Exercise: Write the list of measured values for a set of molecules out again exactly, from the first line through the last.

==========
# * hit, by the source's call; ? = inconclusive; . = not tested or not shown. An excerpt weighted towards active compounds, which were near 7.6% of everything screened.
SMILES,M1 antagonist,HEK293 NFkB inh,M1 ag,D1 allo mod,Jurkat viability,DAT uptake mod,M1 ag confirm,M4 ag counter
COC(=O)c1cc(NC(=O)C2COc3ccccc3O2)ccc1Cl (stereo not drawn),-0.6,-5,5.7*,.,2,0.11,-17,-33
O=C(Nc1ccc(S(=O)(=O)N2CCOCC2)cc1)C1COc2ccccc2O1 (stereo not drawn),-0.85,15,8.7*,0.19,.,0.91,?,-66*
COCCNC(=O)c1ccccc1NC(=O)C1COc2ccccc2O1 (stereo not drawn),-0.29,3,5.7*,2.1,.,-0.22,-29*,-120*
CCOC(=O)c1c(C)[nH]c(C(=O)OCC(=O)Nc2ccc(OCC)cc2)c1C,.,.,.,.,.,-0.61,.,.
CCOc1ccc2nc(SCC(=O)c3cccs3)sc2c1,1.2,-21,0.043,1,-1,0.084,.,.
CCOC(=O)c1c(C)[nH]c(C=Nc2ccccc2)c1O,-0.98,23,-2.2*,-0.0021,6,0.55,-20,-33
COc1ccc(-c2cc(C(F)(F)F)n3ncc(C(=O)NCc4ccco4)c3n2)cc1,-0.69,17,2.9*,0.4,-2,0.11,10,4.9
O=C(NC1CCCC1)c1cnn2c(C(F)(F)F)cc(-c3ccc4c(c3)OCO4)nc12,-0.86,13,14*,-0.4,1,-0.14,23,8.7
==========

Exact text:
# * hit, by the source's call; ? = inconclusive; . = not tested or not shown. An excerpt weighted towards active compounds, which were near 7.6% of everything screened.
SMILES,M1 antagonist,HEK293 NFkB inh,M1 ag,D1 allo mod,Jurkat viability,DAT uptake mod,M1 ag confirm,M4 ag counter
COC(=O)c1cc(NC(=O)C2COc3ccccc3O2)ccc1Cl (stereo not drawn),-0.6,-5,5.7*,.,2,0.11,-17,-33
O=C(Nc1ccc(S(=O)(=O)N2CCOCC2)cc1)C1COc2ccccc2O1 (stereo not drawn),-0.85,15,8.7*,0.19,.,0.91,?,-66*
COCCNC(=O)c1ccccc1NC(=O)C1COc2ccccc2O1 (stereo not drawn),-0.29,3,5.7*,2.1,.,-0.22,-29*,-120*
CCOC(=O)c1c(C)[nH]c(C(=O)OCC(=O)Nc2ccc(OCC)cc2)c1C,.,.,.,.,.,-0.61,.,.
CCOc1ccc2nc(SCC(=O)c3cccs3)sc2c1,1.2,-21,0.043,1,-1,0.084,.,.
CCOC(=O)c1c(C)[nH]c(C=Nc2ccccc2)c1O,-0.98,23,-2.2*,-0.0021,6,0.55,-20,-33
COc1ccc(-c2cc(C(F)(F)F)n3ncc(C(=O)NCc4ccco4)c3n2)cc1,-0.69,17,2.9*,0.4,-2,0.11,10,4.9
O=C(NC1CCCC1)c1cnn2c(C(F)(F)F)cc(-c3ccc4c(c3)OCO4)nc12,-0.86,13,14*,-0.4,1,-0.14,23,8.7